As we survey this antedeluvian scene, we get the impression that evil is more powerful, or at least more successful, than good. No doubt Noah felt this way. Feeling that we are in a fight where it seems that we are hard pressed by chaos and evil is the natural feeling of every generation of godly persons since the fall. No doubt Satan in his arrogance, along with many of his evil minions, are under the illusion that they are winning. However this may be, we see that they are losing, and must be, for God will not lose His creation to Chaos.

2 Responses to “Seth’s Line: Winning When it Feels Like Losing!”

  1. Father John,

    Just a few comments on this blog.

    In the first paragraph, as related to Genesis and creation, what did you mean by Adam and Eve were to “bring order to the unsubdued chaotic elements outside the garden.” And, how does this relate to the statement, “Cain,s line filled the earth with moral chaos and violence, an evil reversal of God’s original design.”

    In the last paragraph, I am not sure that “we get the impression evil is more powerful, or at least more successful, than good.” While it can be accepted that there is a great deal of evil in the world, I believe there is much more goodness and Godliness present. We live in a society that publicizes evil or chaotic events much more expansively than good or spiritual events giving the fictitious impression of there being more evil than good only because of the notoriety given by the mass media.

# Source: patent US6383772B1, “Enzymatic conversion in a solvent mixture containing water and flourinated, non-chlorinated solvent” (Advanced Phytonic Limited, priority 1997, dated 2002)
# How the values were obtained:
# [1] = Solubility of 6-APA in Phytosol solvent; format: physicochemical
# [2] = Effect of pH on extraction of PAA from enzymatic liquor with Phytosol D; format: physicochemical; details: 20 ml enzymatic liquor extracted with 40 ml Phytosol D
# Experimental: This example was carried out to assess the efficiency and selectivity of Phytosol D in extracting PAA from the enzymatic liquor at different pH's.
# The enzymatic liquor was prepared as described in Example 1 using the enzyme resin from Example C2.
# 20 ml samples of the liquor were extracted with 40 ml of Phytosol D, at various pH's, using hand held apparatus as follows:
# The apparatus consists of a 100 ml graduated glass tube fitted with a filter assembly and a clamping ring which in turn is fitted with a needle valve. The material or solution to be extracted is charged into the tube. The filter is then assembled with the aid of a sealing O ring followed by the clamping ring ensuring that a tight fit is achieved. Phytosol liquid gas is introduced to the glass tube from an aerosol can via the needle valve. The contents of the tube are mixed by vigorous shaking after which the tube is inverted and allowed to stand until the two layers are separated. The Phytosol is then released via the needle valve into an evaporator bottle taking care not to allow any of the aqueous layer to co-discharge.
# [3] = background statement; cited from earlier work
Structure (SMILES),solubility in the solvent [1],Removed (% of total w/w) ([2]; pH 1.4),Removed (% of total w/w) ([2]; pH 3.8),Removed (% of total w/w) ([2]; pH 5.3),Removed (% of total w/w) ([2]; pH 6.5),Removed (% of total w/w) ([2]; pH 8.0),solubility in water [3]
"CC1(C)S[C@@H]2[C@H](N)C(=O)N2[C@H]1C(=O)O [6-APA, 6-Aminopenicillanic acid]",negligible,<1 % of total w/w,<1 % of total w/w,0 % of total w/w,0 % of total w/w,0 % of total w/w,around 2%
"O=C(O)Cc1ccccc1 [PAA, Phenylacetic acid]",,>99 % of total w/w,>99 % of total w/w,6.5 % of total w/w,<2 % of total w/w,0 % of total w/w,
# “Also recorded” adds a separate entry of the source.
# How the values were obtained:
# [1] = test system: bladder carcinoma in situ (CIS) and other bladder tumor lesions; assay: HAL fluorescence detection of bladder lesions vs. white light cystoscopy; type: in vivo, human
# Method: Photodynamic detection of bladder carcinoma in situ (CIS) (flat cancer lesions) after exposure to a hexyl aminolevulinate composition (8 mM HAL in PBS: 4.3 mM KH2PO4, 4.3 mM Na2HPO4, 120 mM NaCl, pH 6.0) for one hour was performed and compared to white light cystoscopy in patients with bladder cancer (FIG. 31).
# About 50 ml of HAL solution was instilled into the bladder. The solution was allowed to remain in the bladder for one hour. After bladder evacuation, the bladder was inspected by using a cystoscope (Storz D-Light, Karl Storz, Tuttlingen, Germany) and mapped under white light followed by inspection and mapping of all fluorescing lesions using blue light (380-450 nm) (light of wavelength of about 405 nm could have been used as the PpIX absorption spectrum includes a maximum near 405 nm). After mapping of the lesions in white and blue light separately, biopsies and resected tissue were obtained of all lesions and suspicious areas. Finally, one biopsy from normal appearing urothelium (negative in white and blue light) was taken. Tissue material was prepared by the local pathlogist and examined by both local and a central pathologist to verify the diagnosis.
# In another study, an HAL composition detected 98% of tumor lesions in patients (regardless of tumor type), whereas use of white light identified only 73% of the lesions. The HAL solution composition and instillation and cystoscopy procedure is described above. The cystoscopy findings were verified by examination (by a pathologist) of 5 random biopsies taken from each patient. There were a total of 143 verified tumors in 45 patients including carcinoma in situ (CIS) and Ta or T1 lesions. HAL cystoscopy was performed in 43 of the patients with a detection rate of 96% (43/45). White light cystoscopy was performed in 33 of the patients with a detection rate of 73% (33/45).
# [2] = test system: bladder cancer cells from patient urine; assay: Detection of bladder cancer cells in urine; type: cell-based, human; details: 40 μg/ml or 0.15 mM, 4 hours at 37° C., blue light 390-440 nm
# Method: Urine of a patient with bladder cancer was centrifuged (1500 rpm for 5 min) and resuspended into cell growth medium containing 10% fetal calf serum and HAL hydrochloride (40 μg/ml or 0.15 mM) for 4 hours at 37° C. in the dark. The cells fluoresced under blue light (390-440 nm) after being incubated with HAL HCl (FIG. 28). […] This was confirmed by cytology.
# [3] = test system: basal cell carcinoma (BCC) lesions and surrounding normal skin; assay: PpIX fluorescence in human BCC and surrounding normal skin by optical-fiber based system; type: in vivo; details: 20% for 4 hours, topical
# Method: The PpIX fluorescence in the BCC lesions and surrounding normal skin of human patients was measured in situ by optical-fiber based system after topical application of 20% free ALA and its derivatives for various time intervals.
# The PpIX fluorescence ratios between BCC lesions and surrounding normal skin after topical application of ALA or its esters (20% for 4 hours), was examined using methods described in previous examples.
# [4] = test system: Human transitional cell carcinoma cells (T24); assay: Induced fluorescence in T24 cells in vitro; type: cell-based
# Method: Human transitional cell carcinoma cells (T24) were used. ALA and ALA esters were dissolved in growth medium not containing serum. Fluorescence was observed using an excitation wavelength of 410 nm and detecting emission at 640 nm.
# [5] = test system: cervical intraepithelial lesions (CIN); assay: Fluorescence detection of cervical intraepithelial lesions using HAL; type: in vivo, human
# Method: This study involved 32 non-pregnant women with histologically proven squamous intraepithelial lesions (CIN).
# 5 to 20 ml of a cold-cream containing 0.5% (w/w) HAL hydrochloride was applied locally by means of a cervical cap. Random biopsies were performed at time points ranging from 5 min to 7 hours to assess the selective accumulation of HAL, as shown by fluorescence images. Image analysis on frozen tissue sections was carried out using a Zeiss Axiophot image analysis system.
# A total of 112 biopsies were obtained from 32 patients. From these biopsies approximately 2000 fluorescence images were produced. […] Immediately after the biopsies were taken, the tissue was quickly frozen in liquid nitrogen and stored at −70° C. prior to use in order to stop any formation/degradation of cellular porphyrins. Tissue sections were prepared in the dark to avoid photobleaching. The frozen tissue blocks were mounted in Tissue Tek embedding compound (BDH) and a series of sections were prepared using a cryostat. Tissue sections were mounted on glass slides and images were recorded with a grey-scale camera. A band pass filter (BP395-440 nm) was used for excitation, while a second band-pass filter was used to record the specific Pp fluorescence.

In Faith and Friendship,


  2. Good question Joe. In the model we are using to understand the text, the temple model, Eden and the Garden in it function like the Holy of Holies and the Holy place in the tabernacle/Temple. The rest of the world was part of the Temple and corresponds to the outer court. The imagery out there, especially with the bronze sea, which symbolized the chaotic forces of the watery deep, and its stand with 4 bulls symbolizing the 4 corners of the earth support this understanding. The imagery demands that what was outside the garden was wild and untamed, for Adam and Eve were to subdue the earth and fill it. The assumption is that humanity was to expand the boarders of the garden outward. Look at Isa. 45:18. God did not create the world to be chaos. When humanity was banished, Cain’s line did indeed expand out, but brought with it their moral wickedness. So, I am making a distinction; before the fall the world outside was a physical chaos that was destined to be subdued; after the fall man brought moral chaos into the world as it expanded. does this make sense?

    As for the second question, I agree with you that there is a whole lot of goodness in the world. However, there is a whole lot of evil, and more often than not, many get the feeling that good is losing and evil is winning. This perception fills every generation. My point is that evil can never win, and even what things look dark and wicked, good will win out, even when we view this particular evil time of Noah.